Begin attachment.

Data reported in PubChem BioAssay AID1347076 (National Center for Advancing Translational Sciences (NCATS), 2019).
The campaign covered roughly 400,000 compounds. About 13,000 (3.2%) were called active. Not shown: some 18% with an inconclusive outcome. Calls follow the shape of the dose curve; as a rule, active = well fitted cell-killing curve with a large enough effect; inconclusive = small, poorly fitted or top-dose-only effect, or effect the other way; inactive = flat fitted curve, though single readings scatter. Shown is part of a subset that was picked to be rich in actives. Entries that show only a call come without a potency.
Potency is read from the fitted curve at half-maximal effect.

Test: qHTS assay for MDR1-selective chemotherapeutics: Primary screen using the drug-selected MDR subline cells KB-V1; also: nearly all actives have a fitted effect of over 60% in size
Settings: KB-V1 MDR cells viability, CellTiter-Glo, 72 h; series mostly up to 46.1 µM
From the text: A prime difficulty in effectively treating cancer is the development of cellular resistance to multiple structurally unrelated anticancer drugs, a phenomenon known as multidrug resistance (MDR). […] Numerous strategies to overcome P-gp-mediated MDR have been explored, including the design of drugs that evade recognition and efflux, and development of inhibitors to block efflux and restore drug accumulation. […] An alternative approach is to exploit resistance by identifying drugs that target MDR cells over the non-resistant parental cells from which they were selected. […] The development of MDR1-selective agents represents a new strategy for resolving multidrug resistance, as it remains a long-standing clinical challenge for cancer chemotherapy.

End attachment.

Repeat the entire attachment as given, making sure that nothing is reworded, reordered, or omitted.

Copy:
Data reported in PubChem BioAssay AID1347076 (National Center for Advancing Translational Sciences (NCATS), 2019).
The campaign covered roughly 400,000 compounds. About 13,000 (3.2%) were called active. Not shown: some 18% with an inconclusive outcome. Calls follow the shape of the dose curve; as a rule, active = well fitted cell-killing curve with a large enough effect; inconclusive = small, poorly fitted or top-dose-only effect, or effect the other way; inactive = flat fitted curve, though single readings scatter. Shown is part of a subset that was picked to be rich in actives. Entries that show only a call come without a potency.
Potency is read from the fitted curve at half-maximal effect.

Test: qHTS assay for MDR1-selective chemotherapeutics: Primary screen using the drug-selected MDR subline cells KB-V1; also: nearly all actives have a fitted effect of over 60% in size
Settings: KB-V1 MDR cells viability, CellTiter-Glo, 72 h; series mostly up to 46.1 µM
From the text: A prime difficulty in effectively treating cancer is the development of cellular resistance to multiple structurally unrelated anticancer drugs, a phenomenon known as multidrug resistance (MDR). […] Numerous strategies to overcome P-gp-mediated MDR have been explored, including the design of drugs that evade recognition and efflux, and development of inhibitors to block efflux and restore drug accumulation. […] An alternative approach is to exploit resistance by identifying drugs that target MDR cells over the non-resistant parental cells from which they were selected. […] The development of MDR1-selective agents represents a new strategy for resolving multidrug resistance, as it remains a long-standing clinical challenge for cancer chemotherapy.